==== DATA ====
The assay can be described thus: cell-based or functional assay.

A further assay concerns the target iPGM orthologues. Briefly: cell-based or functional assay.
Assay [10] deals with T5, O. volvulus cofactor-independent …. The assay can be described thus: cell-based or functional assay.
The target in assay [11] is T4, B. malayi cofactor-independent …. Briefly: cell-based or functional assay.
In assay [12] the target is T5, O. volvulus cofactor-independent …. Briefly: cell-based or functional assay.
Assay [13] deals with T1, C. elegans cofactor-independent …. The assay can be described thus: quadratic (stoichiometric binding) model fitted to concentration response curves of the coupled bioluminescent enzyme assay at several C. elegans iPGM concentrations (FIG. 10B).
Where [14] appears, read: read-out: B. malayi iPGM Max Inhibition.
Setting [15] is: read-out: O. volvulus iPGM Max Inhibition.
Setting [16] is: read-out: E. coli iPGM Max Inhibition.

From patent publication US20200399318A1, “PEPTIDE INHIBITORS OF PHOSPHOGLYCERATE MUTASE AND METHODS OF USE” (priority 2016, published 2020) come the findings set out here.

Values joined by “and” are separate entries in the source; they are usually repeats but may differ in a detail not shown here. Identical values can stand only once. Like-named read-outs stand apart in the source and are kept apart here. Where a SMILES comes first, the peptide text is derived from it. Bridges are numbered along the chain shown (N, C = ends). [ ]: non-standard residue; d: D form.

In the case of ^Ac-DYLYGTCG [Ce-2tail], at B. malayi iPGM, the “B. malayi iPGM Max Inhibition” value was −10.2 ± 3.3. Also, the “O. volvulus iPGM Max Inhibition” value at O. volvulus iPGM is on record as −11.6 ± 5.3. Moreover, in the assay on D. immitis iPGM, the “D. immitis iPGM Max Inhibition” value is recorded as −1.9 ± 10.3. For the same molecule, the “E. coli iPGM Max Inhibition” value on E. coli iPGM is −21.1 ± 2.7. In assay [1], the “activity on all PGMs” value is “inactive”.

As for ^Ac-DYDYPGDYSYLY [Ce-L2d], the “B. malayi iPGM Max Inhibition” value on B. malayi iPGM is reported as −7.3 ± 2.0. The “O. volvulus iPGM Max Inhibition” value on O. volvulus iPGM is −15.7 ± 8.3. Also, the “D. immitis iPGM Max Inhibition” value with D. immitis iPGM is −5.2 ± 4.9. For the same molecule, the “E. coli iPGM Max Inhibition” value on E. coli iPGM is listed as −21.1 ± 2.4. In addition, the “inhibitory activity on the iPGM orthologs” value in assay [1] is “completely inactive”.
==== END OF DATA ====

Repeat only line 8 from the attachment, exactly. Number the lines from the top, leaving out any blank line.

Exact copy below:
Setting [15] is: read-out: O. volvulus iPGM Max Inhibition.